April 2, 2003
The most common approaches to naming entail describing your business in the name or taking an 'empty vessel' approach. Naming specialist Igor (and the people behind the acclaimed Snark Hunting naming & branding newsletter) highlight the flaws of these naming strategies and explain the fundamentals behind the best evocative names, providing many useful tips in the process.
For many companies, the process of naming and branding is almost an afterthought: the founder names the company, the first products are descriptively named, and branding means marketing, which means, for the most part, advertising. The assumption is that the names aren't that important, that the number of dollars you put into advertising is what will get you noticed.
This approach may have worked fine in decades past, but it is increasingly anemic in today's saturated marketplace. There are simply too many companies and products out there for anyone to remember, so only the ones with the most memorable names stand a chance. And that's true whether you invest millions into advertising or nothing at all. Advertising can get you seen; it cannot, however, guarantee that you will be remembered.
So, if naming has become that important to modern business, how do you go about approaching the process in the right way, and why have so many companies dropped the ball when it comes to naming? Let's take a deeper look.
An important first step when naming a business, product or service is to figure out just what it is that your new name should be doing for you. The most common decision is that a name should explain to the world what business you are in or what your product does. Intuition dictates that this will save you the time and money of explanation, which actually turns out not to be true. Why not?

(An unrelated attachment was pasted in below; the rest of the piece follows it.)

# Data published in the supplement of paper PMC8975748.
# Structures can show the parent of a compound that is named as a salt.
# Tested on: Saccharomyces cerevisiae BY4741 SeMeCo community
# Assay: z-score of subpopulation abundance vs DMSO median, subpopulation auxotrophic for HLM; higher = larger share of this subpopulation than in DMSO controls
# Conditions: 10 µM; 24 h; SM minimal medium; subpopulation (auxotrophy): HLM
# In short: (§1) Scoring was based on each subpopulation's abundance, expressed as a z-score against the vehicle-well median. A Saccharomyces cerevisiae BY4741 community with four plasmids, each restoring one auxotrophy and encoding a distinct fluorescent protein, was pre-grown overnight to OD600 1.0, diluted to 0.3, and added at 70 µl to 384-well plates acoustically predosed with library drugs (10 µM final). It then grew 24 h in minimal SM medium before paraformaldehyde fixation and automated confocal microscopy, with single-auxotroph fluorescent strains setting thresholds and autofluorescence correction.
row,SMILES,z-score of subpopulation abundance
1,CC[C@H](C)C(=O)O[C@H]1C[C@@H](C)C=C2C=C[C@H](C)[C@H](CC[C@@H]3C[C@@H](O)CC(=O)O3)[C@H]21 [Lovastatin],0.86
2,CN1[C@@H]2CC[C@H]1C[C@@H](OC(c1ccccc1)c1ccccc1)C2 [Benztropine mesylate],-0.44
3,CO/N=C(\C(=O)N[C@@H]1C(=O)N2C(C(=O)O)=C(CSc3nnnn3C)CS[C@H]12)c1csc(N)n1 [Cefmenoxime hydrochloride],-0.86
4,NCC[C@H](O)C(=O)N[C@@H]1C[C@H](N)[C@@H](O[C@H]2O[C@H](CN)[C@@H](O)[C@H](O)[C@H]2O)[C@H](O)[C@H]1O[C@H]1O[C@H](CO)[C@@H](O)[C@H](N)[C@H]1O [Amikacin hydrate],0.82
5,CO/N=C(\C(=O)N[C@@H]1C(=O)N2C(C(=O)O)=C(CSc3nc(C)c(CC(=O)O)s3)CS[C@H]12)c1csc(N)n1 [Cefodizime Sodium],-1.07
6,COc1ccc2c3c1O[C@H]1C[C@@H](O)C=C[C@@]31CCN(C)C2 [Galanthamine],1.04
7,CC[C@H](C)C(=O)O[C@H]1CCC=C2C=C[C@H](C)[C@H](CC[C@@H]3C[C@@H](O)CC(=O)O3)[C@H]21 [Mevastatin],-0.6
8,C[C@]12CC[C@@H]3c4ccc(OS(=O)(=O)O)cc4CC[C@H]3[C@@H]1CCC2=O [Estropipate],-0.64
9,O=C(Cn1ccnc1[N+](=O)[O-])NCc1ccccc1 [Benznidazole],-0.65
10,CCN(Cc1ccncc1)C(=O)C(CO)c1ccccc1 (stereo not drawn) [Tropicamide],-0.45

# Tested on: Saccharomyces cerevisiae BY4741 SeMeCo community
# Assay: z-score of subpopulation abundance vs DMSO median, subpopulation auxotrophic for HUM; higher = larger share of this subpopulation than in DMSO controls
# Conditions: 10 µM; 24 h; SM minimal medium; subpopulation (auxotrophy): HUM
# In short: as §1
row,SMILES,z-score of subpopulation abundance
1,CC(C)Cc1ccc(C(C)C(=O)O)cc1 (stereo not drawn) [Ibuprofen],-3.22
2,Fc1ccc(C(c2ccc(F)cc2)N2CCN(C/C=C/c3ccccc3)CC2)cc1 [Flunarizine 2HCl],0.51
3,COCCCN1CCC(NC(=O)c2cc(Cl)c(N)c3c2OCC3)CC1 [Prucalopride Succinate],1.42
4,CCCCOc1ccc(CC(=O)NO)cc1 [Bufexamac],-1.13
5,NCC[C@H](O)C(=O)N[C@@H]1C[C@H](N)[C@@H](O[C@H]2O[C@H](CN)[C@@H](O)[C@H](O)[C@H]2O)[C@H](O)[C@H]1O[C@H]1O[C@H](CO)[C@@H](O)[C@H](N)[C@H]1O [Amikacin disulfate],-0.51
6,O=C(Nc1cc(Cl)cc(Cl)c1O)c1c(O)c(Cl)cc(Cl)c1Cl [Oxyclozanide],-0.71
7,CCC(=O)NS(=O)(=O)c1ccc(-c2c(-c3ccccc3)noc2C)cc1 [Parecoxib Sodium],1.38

Let's consider the arena of online bookstores. Here are a few of their names:
When Jeff Bezos founded Amazon, it was billed as an "online bookstore" just like all of the above, and since it was one of the first such companies, there was even more reason to go with a descriptive name, right? Otherwise, how would anybody know what the business was about?
Jeff Bezos knew that someday his company might want to sell more than just books, and that someday it might even have an offline, not just online, presence. In short, he understood that the name should be bigger than just "books" or "online," and further it needed to distance itself from all the competitors who would surely follow. He needed a name that could become a powerful brand. In "Amazon," he found just such a name, and the list above confirms that the competition came in droves, though a key difference is that they are forever relegated by their names to selling only books.
The notion of describing your business in the name assumes that the name will exist at some point without contextual support, which, when you think about it, is impossible. The name will appear on a website, a storefront, in a news article or press release, on a business card, on the product itself, in advertisements, or, at its most naked, in a conversation.
There is simply no imaginable circumstance in which a name will have to explain itself. This is fortunate, because having a descriptive name is actually a counterproductive marketing move which requires an enormous amount of effort to overcome. A descriptive naming strategy overlooks the fact that the whole point of marketing is to separate yourself from the pack. It actually works against you, causing you to fade into the background, indistinguishable from the bulk of your competitors. Which brand are you more likely to remember, Amazon or one from the list above? Where are you more likely to go online to buy a book?
A naming project can quickly run aground if the names being considered are judged without the context of a clear positioning platform, a thorough competitive analysis, and an intimate understanding of how names work and what they can do.